This article gives an overview of Lithium Polymer (Li-Pol) batteries with their main characteristics, applications, cost, and manufacturers. It describes algorithms of charging Li-Pol batteries, their operation, nuances of application and precautions.
Lithium Polymer Batteries Types & Difference from NiMh and NiCd Batteries
Improvements are being made all the time, and the use of traditional NiMh (nickel-metal hydride) and NiCd (nickel cadmium) batteries has now been replaced by lithium batteries. With a relatively equal weight per cell compared to NiMh and NiCd, they have a relatively high capacity with three times the voltage per cell instead of 1.2V 3.6V per cell. Therefore, a battery of 2-3 cells is sufficient for most models.
Lithium batteries are divided into two basic types - lithium polymer (Li-Pol, Li-Po or LiPo) and lithium ion (Li-Ion). The difference between the two is the type of electrolyte used. LiIon uses a gel electrolyte, while LiPo uses a special polymer saturated with a solution containing lithium. Since LiPo batteries are most commonly used for power models, then we will talk about them. However, a strict section here is very conditional, because in both types the main difference is the electrolyte used, and everything said about LiPo batteries, almost entirely applies to the Li-Ion (safety technology, features of operation, charging, discharging). In terms of practice we are interested only in the fact that LiPo batteries at this time are able to provide high values of discharge currents. That is why they are widely used for RC cars.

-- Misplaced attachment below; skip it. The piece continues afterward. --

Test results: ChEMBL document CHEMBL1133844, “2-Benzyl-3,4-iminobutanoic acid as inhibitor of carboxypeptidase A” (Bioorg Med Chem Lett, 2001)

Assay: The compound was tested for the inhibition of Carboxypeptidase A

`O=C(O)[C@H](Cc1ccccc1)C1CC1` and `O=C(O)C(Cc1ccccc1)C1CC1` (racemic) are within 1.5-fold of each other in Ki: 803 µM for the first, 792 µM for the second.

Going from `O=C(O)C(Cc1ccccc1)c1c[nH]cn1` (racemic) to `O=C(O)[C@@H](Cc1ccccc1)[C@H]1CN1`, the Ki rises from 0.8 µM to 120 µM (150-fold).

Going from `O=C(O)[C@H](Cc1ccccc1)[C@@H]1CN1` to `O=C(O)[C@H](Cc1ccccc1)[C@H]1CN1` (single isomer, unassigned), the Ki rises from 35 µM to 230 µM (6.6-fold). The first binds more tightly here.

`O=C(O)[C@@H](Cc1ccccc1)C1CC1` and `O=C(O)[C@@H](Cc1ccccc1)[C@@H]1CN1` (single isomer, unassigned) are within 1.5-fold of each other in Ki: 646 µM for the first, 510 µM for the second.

Main Features of Lithium Polymer Batteries
At equal weight LiPo batteries surpass NiMh by 3-4 times, and NiCd by 4-5 times. With a discharge rate of 2C to 20% loss of capacity the number of operating cycles is 500 - 600 (NiMh - 500, NiCd - 1000). In general, there is still very little data on the number of operating cycles, so in this case, we should be critical about the given characteristics. Since their technological production is constantly improving, it is quite possible that today the values for this type of battery are already different. Lithium batteries, like all other batteries, are subject to aging. After about 2 years, the capacity of the battery is lost by about 20%.
Ordinary and High Discharge LiPo